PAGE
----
Walk-in Tub vs. Roll-in Shower

What’s Better, a Walk-in Tub or a Roll-in Shower?


A roll-in shower with a shower rod, grab bars, and shower wand.A walk-in tub with pale green marble tiling. There’s no denying that bathrooms can become increasingly problematic for many homeowners aging in place. Wet floors can be dangerous for anyone, but those with reduced mobility are particularly vulnerable to spills. In fact, bathrooms are the second most common place seniors fall in their homes (stairs are the first), resulting in more than 230,000 injures annually. Thankfully, there are many ways to make your bathroom safer, including adding non-skid mats in the shower, taping down rugs, and having grab bars installed in strategic locations to provide handholds.


Two of the bigger and more popular renovations that improve bathroom accessibility are walk-in tubs and roll-in showers. Both of these bathing enclosures eliminate the need to step over an obstacle to bathe, but which is the better option for your situation? That will depend on a number of factors. Let’s dive in!

Your Mobility Level

The most obvious variable is how capable you are when it comes to getting around. If you and the members of your household can walk without assistance or need only moderate support like that provided by a cane, both a walk-in tub and a roll-in shower should be easy to get in and out of. Walk-in tubs do have a threshold, but it’s only an inch or two high. As long as you feel comfortable taking a small step up, this shouldn’t create an accessibility issue. Roll-in showers, also known as no-threshold or Roman showers, transition seamlessly from the bathroom floor to the stall floor. Obviously, anyone who can get into and out of a walk-in tub will be able to do the same with a roll-in shower, but these enclosures can also accommodate those who use a walker or wheelchair. A third option is a low-threshold shower. Some homeowners prefer this option since it allows for a door or curtain to be installed (no-threshold stalls usually have neither), and reduces the chance of water leakage.


Both walk-in tubs and roll-in showers can be installed for an average price of between $2,000 and $5,000, but this can be a little misleading. For roll-in showers, $5,000 will usually get you a premium model with higher-end materials. For walk-in tubs, $5,000 is more of a mid-range product. Luxury tubs with all the bells and whistles such as multiple massaging jets, fast-fill and fast-drain features, and heated seats can run you $10,000 or more.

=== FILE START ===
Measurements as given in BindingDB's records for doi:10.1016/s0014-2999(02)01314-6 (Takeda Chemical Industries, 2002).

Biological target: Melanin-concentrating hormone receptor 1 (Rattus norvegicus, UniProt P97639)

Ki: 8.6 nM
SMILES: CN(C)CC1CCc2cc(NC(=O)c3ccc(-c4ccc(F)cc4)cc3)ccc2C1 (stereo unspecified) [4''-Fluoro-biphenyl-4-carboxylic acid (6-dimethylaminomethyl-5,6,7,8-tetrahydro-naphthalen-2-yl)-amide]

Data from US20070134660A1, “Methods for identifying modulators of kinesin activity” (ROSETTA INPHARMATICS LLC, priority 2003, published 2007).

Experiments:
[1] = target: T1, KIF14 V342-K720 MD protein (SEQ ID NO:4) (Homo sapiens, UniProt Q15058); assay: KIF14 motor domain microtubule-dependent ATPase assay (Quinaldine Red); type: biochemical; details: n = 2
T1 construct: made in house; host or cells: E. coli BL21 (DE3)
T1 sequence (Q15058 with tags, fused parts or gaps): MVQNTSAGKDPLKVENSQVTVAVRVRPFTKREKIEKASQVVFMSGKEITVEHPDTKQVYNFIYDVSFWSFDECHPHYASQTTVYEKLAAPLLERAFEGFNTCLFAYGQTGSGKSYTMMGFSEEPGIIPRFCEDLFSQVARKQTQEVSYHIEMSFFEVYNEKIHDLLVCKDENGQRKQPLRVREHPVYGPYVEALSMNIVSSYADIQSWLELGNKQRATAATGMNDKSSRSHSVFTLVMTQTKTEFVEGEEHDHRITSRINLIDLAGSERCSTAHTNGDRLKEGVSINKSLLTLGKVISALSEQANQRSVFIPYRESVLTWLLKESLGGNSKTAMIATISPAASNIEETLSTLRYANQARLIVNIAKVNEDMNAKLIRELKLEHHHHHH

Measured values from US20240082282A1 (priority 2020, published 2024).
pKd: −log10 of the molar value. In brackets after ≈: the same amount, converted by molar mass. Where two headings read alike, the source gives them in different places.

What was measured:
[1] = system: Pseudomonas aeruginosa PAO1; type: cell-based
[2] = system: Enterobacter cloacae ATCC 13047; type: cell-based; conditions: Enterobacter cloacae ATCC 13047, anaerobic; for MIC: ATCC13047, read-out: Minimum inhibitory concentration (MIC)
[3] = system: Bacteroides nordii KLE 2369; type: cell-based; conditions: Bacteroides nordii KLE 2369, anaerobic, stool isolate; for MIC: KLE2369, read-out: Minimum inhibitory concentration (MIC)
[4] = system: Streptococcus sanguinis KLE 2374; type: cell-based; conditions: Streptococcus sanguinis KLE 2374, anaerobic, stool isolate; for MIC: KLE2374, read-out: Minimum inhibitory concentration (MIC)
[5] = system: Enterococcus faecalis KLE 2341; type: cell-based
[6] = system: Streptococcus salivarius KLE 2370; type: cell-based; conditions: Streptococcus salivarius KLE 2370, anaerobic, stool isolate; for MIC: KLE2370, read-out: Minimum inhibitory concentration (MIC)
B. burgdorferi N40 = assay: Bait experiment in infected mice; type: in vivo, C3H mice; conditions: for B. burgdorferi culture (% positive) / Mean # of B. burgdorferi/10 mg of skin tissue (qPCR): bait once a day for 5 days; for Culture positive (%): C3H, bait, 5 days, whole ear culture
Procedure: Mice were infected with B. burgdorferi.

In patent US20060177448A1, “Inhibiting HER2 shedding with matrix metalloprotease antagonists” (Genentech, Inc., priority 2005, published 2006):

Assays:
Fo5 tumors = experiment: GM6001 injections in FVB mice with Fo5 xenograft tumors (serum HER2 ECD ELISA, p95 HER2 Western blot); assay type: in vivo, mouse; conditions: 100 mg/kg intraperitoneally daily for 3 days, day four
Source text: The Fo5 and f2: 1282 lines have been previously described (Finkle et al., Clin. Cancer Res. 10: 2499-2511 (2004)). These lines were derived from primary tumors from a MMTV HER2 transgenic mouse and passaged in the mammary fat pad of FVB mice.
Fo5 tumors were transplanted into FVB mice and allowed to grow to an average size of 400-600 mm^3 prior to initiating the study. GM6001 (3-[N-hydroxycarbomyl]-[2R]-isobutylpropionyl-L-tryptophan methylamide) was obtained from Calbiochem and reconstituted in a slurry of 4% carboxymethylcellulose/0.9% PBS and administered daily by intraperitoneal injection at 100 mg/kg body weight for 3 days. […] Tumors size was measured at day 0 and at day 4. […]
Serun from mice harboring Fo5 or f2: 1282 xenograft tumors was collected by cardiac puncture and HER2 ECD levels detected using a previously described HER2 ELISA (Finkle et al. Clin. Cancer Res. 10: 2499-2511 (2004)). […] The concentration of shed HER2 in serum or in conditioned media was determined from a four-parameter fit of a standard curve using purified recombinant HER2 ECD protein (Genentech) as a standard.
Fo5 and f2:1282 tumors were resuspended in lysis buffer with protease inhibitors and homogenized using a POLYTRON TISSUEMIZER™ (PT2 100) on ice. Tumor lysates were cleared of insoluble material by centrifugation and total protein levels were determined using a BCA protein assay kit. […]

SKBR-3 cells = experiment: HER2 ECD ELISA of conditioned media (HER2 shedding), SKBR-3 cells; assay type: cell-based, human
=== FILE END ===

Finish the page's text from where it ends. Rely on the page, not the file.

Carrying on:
If you don’t require a roll-in shower, a low-threshold is generally the most affordable option, costing on average $500 to $700 less than a no-threshold shower. That’s because no-threshold stalls require more labor to properly install.

Your Preferred Method of Bathing

If your mobility and budget allow both walk-in tubs and roll-in showers as options, the next factor to consider is how you like to bathe. For those who love a good soak, walk-in tubs take things to the next level. In addition to their watertight doors, these enclosures feature comfort-height seating, which eliminates the need to recline on the basin floor as you would in a traditional tub. They also usually feature air and water jets for hydrotherapeutic massage, creating a truly spa-like environment.


For shower takers, don’t let the term “stall” fool you. Roll-in enclosures can be as luxurious as walk-in tubs. Body jets, rainfall showerheads, built-in storage, and even bench seating are available. Other advantages include not having to wait for the basin to fill or drain before entry or exit and a better ROI if you ever sell your home.


If you are a homeowner in the Upper Michigan Peninsula and are thinking about ways to make your bathroom more accessible, the company to turn to is the Barrier Free Store. We specialize in aging-in-place renovations that make homes a safe place for individuals within a broad spectrum of mobility levels. Reach out to us today to learn more.

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